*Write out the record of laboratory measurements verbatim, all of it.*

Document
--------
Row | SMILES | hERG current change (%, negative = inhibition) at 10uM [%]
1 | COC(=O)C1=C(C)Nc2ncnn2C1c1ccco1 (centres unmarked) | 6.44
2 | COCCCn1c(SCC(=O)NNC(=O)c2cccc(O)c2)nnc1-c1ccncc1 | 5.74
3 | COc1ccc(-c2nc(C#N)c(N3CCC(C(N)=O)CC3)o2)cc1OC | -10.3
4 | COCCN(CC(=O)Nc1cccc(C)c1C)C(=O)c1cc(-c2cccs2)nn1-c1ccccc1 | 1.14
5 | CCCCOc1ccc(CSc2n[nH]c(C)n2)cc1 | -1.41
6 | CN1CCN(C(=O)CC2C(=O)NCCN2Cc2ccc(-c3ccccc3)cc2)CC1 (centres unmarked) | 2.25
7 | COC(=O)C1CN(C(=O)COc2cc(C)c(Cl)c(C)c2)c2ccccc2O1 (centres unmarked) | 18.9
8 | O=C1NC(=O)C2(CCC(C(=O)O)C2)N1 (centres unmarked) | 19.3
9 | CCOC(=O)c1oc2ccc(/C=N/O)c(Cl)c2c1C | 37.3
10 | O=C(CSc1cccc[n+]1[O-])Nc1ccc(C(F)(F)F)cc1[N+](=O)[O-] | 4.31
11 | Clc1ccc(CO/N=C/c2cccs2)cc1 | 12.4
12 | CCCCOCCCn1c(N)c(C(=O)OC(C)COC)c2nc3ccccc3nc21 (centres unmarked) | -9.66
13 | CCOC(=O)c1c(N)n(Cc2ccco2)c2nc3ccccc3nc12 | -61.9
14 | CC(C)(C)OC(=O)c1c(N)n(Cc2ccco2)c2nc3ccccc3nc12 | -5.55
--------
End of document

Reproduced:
Row | SMILES | hERG current change (%, negative = inhibition) at 10uM [%]
1 | COC(=O)C1=C(C)Nc2ncnn2C1c1ccco1 (centres unmarked) | 6.44
2 | COCCCn1c(SCC(=O)NNC(=O)c2cccc(O)c2)nnc1-c1ccncc1 | 5.74
3 | COc1ccc(-c2nc(C#N)c(N3CCC(C(N)=O)CC3)o2)cc1OC | -10.3
4 | COCCN(CC(=O)Nc1cccc(C)c1C)C(=O)c1cc(-c2cccs2)nn1-c1ccccc1 | 1.14
5 | CCCCOc1ccc(CSc2n[nH]c(C)n2)cc1 | -1.41
6 | CN1CCN(C(=O)CC2C(=O)NCCN2Cc2ccc(-c3ccccc3)cc2)CC1 (centres unmarked) | 2.25
7 | COC(=O)C1CN(C(=O)COc2cc(C)c(Cl)c(C)c2)c2ccccc2O1 (centres unmarked) | 18.9
8 | O=C1NC(=O)C2(CCC(C(=O)O)C2)N1 (centres unmarked) | 19.3
9 | CCOC(=O)c1oc2ccc(/C=N/O)c(Cl)c2c1C | 37.3
10 | O=C(CSc1cccc[n+]1[O-])Nc1ccc(C(F)(F)F)cc1[N+](=O)[O-] | 4.31
11 | Clc1ccc(CO/N=C/c2cccs2)cc1 | 12.4
12 | CCCCOCCCn1c(N)c(C(=O)OC(C)COC)c2nc3ccccc3nc21 (centres unmarked) | -9.66
13 | CCOC(=O)c1c(N)n(Cc2ccco2)c2nc3ccccc3nc12 | -61.9
14 | CC(C)(C)OC(=O)c1c(N)n(Cc2ccco2)c2nc3ccccc3nc12 | -5.55